History2019-01-16T21:51:13+01:00

 About the History of the MPA Pieh

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The established MPA covers more than 40000 ha of marine area.
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Over 55 different fish are home in the MPA.
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About 23 coral species ca be found in the MPA
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The cover with live coral increased from 24,08% in 2010 to 41,40% in 2015.

The coral reefs in between the islands of Padang were gravely damaged due to various impacts, mainly fishing with destructive methods (explosives, cyanide), industrial sewage, oil and coal terminals and the lack of purification plants in Padang. The ecosystem’s health was risked for quick profits. It left many reefs destroyed and endangered the remaining coral formations and the endangered species of the blue coral (Heliopora), which are home to large populations of fish and invertebrates. ZMT urged for the establishment of an MPA.

The first step was made by the initiation of a marine biology and coral studies degree programme at the local university, necessary to gather relevant information on the reefs’ condition and its ecophysiology. The research delivered a base for protection measurements and sustainable exploitation. Cooperation between the non-profit organization Sanari, the Indonesian Navy, Bung Hatta University, ZMT and the local government led to the imprisonment of blast fishers. A series of student’s theses (BSc., MSc. and PhD.) and several publications were produced (see publications page). In addition media coverage, teaching manuals for school and kindergarten and videos was initiated.

Click here, for a PDF of early photos from the Area Development Project ADP in 1985, when the first systematic visits of coral reefs took place.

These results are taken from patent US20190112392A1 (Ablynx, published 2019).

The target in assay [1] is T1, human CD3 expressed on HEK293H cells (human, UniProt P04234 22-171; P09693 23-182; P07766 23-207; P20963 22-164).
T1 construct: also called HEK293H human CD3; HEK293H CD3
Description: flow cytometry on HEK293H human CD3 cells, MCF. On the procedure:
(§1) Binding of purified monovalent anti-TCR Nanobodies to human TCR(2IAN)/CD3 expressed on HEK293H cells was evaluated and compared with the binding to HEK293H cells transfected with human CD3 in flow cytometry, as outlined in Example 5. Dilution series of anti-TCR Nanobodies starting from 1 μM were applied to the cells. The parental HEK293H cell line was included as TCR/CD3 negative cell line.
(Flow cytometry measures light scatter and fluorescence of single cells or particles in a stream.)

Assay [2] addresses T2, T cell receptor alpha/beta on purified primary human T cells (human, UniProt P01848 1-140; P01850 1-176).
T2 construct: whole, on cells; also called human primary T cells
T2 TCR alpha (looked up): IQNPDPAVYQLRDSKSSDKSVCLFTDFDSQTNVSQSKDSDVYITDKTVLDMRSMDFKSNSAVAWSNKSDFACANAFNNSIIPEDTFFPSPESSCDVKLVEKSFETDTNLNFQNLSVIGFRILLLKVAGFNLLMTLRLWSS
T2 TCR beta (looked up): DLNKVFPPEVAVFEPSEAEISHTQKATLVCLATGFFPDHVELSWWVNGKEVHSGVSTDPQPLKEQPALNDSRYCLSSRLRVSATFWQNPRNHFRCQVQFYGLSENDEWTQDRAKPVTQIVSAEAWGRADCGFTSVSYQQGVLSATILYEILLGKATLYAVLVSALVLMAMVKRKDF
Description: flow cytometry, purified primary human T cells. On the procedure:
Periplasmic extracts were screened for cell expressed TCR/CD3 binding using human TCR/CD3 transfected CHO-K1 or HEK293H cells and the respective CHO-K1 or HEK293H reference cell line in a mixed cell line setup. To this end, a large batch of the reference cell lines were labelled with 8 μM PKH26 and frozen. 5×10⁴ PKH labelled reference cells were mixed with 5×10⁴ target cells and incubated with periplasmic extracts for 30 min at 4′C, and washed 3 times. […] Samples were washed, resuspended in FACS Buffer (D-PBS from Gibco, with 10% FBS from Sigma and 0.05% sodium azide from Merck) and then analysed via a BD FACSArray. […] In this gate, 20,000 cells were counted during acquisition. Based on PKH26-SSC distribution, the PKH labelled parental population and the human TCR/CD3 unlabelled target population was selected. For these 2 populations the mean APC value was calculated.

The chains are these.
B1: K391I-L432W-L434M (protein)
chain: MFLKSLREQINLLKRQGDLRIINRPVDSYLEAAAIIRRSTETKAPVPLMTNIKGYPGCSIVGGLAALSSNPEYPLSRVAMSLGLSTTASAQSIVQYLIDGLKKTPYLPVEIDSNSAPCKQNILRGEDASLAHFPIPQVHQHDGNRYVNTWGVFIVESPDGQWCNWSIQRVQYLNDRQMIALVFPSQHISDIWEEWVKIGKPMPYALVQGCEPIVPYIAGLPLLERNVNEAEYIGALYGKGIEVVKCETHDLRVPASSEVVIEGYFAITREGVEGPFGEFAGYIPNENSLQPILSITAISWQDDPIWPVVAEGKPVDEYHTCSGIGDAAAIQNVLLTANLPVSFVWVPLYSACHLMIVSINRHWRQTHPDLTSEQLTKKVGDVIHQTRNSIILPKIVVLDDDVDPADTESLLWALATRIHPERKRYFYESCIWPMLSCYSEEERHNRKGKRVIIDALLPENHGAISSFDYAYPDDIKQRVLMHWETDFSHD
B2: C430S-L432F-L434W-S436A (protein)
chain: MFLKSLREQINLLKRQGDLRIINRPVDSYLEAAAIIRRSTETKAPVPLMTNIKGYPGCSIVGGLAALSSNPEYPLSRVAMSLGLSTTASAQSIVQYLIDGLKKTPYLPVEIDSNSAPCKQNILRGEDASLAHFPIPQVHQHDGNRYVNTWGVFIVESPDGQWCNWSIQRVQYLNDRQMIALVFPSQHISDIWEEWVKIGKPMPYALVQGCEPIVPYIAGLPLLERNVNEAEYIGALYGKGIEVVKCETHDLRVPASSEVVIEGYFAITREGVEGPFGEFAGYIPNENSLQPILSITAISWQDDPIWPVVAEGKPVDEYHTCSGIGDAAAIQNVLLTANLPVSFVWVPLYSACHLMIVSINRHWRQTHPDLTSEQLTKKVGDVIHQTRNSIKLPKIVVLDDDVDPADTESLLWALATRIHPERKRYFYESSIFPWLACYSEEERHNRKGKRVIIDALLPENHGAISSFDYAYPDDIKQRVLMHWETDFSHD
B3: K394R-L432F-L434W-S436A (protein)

More efforts were undertaken and finally in 2000, with support from the German Embassy in Jakarta, the first MPA in Western Indonesia could be established, measuring more than 40 000 ha. Due to the historical development of protected areas in Indonesia, which were mainly terrestrial, the responsibility was with the Forest Department. In the first years there was no financial support to manage the MPA. The establishment of the Ministry for Marine Affairs and Fisheries (MMAF, in Indonesian first DKP then KKP) was followed by an inventory of neglected areas. Intense lobbying by ZMT, Sanari and the local university led to step by step progress.

Finally in 2010 the establishment of a permanent office, patrol boats and a budget for public relations made it possible to work efficiently on the protection of the MPA of Pulau Pieh. For details please see the official websites about marine conservation in Indonesia from the Ministry of Marine Affairs and Fisheries (KKP; http://kkp.go.id/djprl/kkhl), the regional implementation unit (Loka KKPN; https://twitter.com/LKKPN_Pekanbaru) and the local management units (BPSPL Pulau Pieh TWP; http://bpsplpadang.kkp.go.id and SatKer; http://kkji.kp3k.kkp.go.id/index.php/basisdata-kawasan-konservasi/details/1/70; http://picbear.online/twp_pieh).

SatKer is performing regular surveys on coral reefs within and close to the MPA. In close cooperation with Sanari, data are collected and processed. The Loka KKPN is publishing reports about the most important findings, with summarizing graphics. In addition the two local Universities (Bung Hatta and Andalas) are supervising theses in marine related areas. Also the Research Center for Oceanography (P2O) from LIPI is performing surveys both in MPA Pulau Pieh and the MPA at the Mentawai Islands, some 180 km west of Padang. And finally ZMT scientists collaborate with KKP, LIPI, Bung Hatta University and Loka / SatKer / Sanari to collect data and make survey results available on websites (a selection of reports and links to other websites can be found on the publications page). One of the most recent publications compares coral reefs near urban areas – including Padang (Heery et al. 2018, Urban coral reefs: Degradation and resilience of hard coral assemblages in coastal cities of East and Southeast Asia, see also in publication list).

It is suggested that the involved institution join forces and come up with a review publication, which compares the situation of the Padang and Mentawai coral reefs from more than 20 years ago (Kunzmann 1997) with actual findings.  

An investigation into coral resilience would be particularly interesting. While huge coral areas in front of Padang had been severely damaged by a red tide, a toxic algal bloom in 1997/8, there was only minor damage from the El Niño in 2016, leaving most of the corals intact. Coral and fish diversity is recovering and fish and coral larvae from Pulau Pieh have been found outside the area. However, the “old days”, where a pair of Napoleon fish (the male larger than 2 m !) and a bunch of large Groupers would greet the divers at a fixed position at Pulau Pieh – as was the case from 1992 – 1997 – seem to be gone.